In the decision of Rich v. Fuqi International Inc., Civil Action No. 5653-VCG (Del. Ch. June 12, 2013), the Court analyzed a Motion for Rule to Show Cause why Defendant Fuqi should not be held in contempt for breach of the Court’s order directing Fuqi to hold an annual shareholder’s meeting.  In 2012, the Court directed Fuqi to hold such a meeting, which it failed to do.  Fuqi asserted that to do so would be in violation of federal law given that it has not filed audited financial statements.  However, Fuqi failed to explain why such statements have not yet been filed.

The Court declined to impose a significant fine upon Fuqi for failing to comply with the Court’s previous order, given that it would only damage stockholders, and further declined to appoint a receiver to liquidate the company.  Instead, the Court appointed a receiver for a limited basis to take the following actions: (i) evaluate whether audited financials sufficient to comply with SEC regulations can be filed; (ii) if not, evaluate whether an exemption should be sought from the SEC; and (iii) consider any other considerations pertinent to the holding of a shareholders’ meeting.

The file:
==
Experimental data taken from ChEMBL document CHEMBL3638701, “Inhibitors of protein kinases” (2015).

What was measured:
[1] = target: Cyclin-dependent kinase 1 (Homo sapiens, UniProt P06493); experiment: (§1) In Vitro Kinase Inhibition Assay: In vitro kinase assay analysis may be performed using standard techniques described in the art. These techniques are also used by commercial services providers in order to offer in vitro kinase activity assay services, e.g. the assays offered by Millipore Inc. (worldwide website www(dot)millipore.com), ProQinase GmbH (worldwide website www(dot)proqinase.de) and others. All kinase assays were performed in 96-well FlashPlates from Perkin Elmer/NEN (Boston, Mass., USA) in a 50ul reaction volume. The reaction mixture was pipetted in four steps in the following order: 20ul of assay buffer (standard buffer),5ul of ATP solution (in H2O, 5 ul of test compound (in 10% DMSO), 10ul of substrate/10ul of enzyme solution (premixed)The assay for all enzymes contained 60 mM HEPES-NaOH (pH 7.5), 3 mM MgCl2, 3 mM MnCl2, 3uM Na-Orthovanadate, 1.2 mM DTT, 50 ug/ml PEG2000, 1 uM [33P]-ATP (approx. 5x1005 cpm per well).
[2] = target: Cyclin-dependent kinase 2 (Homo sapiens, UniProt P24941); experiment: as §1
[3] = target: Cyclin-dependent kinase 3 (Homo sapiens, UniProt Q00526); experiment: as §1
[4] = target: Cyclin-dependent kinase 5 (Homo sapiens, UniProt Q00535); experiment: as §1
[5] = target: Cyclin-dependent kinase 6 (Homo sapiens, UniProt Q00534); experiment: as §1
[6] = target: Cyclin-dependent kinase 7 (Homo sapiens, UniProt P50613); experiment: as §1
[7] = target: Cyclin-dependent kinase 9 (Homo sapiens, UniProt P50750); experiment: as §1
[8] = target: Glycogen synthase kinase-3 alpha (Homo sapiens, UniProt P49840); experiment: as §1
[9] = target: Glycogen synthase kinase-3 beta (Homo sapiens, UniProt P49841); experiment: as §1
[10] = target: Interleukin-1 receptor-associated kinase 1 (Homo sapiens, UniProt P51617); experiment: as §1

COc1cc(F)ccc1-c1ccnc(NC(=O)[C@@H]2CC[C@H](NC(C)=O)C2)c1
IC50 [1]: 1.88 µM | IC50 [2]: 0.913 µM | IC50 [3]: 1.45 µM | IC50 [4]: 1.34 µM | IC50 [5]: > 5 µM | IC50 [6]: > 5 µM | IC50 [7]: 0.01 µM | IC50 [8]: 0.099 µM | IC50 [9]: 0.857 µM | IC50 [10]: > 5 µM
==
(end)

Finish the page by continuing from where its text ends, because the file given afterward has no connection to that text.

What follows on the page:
This decision is pertinent in that it demonstrates the Court’s broad and equitable powers to appoint receivers to take specific actions on behalf of a company, even if the appointment of a receiver to take such actions was not specifically requested by the moving party.